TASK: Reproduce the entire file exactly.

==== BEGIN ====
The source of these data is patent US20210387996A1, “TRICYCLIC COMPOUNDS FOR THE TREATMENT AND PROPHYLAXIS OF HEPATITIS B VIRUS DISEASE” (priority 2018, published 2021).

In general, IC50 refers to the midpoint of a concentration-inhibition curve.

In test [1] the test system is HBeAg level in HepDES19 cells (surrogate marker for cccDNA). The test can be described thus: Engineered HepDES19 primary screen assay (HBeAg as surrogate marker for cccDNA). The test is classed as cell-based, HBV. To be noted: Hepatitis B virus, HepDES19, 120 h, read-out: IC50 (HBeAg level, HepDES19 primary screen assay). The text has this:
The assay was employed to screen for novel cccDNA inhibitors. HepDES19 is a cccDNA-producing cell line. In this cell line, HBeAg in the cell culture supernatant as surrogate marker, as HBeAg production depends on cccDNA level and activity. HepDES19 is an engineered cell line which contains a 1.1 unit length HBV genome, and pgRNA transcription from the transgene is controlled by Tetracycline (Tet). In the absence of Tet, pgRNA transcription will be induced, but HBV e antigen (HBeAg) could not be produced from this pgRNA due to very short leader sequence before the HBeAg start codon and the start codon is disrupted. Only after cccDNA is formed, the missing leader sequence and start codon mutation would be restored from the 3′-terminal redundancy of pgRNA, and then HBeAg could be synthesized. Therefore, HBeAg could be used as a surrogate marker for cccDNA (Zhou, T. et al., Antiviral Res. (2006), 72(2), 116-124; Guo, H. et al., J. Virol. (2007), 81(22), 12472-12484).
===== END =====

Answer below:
The source of these data is patent US20210387996A1, “TRICYCLIC COMPOUNDS FOR THE TREATMENT AND PROPHYLAXIS OF HEPATITIS B VIRUS DISEASE” (priority 2018, published 2021).

In general, IC50 refers to the midpoint of a concentration-inhibition curve.

In test [1] the test system is HBeAg level in HepDES19 cells (surrogate marker for cccDNA). The test can be described thus: Engineered HepDES19 primary screen assay (HBeAg as surrogate marker for cccDNA). The test is classed as cell-based, HBV. To be noted: Hepatitis B virus, HepDES19, 120 h, read-out: IC50 (HBeAg level, HepDES19 primary screen assay). The text has this:
The assay was employed to screen for novel cccDNA inhibitors. HepDES19 is a cccDNA-producing cell line. In this cell line, HBeAg in the cell culture supernatant as surrogate marker, as HBeAg production depends on cccDNA level and activity. HepDES19 is an engineered cell line which contains a 1.1 unit length HBV genome, and pgRNA transcription from the transgene is controlled by Tetracycline (Tet). In the absence of Tet, pgRNA transcription will be induced, but HBV e antigen (HBeAg) could not be produced from this pgRNA due to very short leader sequence before the HBeAg start codon and the start codon is disrupted. Only after cccDNA is formed, the missing leader sequence and start codon mutation would be restored from the 3′-terminal redundancy of pgRNA, and then HBeAg could be synthesized. Therefore, HBeAg could be used as a surrogate marker for cccDNA (Zhou, T. et al., Antiviral Res. (2006), 72(2), 116-124; Guo, H. et al., J. Virol. (2007), 81(22), 12472-12484).